Tuesday 28 November 2017

On Blu-ray - David Hare discovers new French editions of three films by Henri-Georges Clouzot

Henri-Georges Clouzot
While I sit here fretting over my screen, awaiting pre-Xmas Blu-ray late arrivals like the BFI Celine et Julie, and the Masters of Cinema Keaton boxset, I need to attend to some overlooked goodies from 2017. 

One such is a three title tranche from Studio Canal, in France only so far, of Clouzot films in brand new restorations which lift the movies in question from reliable old 90s era DVDs out of the old Studio Canal Classics grey cardboard box DVDs (still adored for their packaging and their opening Canal classic clips montage logo with the Harry Lime theme), to a brilliant new 1080p level for the High Def era. These are quite aside from Clouzot’s most famous movie, Le Salaire de la Peur which was recently released in a longest ever 154 minute cut on a superb BFI from a new 4K, with commentary from Adrian Martin. 
Canal has now reissued three other Clouzots, one from 1968, La Prisonnière in fabulously psychedelic Eastmancolor, and his two greatest movies, Le Corbeau from 1945 (The Raven) made under the Greven/Continental Films administration during the Occupation, and his dark, savage and perhaps funniest picture, from one of the great sardonic misanthropic moralists of cinema, Quai des Orfèvres from 1947. Here the fine stage and film comedian Louis Jouvet plays a trench-coated police inspector with a black son (or adopted son, we never really know) investigating a murder amongst the denizens of two of society’s least salubrious métiers, showbiz and a pornographic society photography racket run by neither the first nor the last of Clouzot’s very unstable Lesbian villains, here played with considerably nervous adroitness by Simone Renant as Dora.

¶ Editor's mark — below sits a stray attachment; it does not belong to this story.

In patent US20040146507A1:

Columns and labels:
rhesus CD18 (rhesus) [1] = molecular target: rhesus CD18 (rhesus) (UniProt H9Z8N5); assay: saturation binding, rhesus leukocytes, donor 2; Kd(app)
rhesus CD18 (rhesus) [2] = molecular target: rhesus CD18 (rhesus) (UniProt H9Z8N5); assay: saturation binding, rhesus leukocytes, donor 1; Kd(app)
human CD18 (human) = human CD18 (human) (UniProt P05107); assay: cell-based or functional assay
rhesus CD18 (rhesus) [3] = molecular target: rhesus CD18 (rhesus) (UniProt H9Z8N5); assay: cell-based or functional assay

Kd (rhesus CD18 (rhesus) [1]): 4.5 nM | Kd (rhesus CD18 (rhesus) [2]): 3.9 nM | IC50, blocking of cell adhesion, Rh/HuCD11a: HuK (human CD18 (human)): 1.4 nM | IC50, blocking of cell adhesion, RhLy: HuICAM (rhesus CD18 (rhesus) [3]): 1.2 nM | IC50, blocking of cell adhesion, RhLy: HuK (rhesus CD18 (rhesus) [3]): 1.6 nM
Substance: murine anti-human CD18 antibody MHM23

In fact, the entire cast of Quai des Orfèvres play their parts in overcoats and furs and other items for providing warmth, given the post war deprivations of achingly cold winter studios and soundstages with no heating. You can feel the actors shiver while taking in the visual spectacle of so much sleaze and depravity. 

'two trained Fox Terriers who do some very neat faux shock/horror reactions'
The three screens here are, in my modest hommage to Clouzot lui-même, two trained Fox Terriers who do some very neat faux shock/horror reactions to the aptly named Clouzeau regular Suzy Delair, playing the even more nicely named Jenny Lamour, not quite murdering a song at rehearsal. The dogs manage to upstage the entire rehearsal sequence in three cutaways which surely enhance the reputation of the reverse angle shot to the Pantheon of cinematic language. Only Clouzot would and could make such a meal out of this otherwise tedious five minute slab of exposition. 

'not quite murdering a song', Suzy Delair, Quai des Orfèvres
Clouzot’s career right up to the late fifties and the Nouvelle Vague is an extremely sustained run of fine pictures, all clearly stamped by his personality and his razor sharp eye for human folly. Thematically he is the inheritor to the caustic vision and wit of Duvivier, during his own peak through the 30s into the fifties, coming to an end in 54 with his great last burst, Voici le Temps des Assassins (1954). Clouzot would make only a few more movies after the ascension of the new guard in 1958, who had by then locked him into their despised Tradition de Qualité. Ironically it was Chabrol himself who most closely inherits Clouzot's mantel for moralist and sardonic commentator on human weakness, with the birth of the N-V.
Clouzot deserves better treatment today, and the resurrection of his first two decades through these terrific new 4K and 2K masters and Blu-rays is a great beginning. The three Canal discs reviewed above are currently only available from France although they are optionally subtitled and language friendly for English markets. All are hard coded Region B. 

If, like so many of us you loathe Xmas and all the crap that goes with it I can think of no more perfect a director to give the season the finger than Clouzot.

(one of) 'his two greatest movies'

No comments:

Post a Comment

Note: only a member of this blog may post a comment.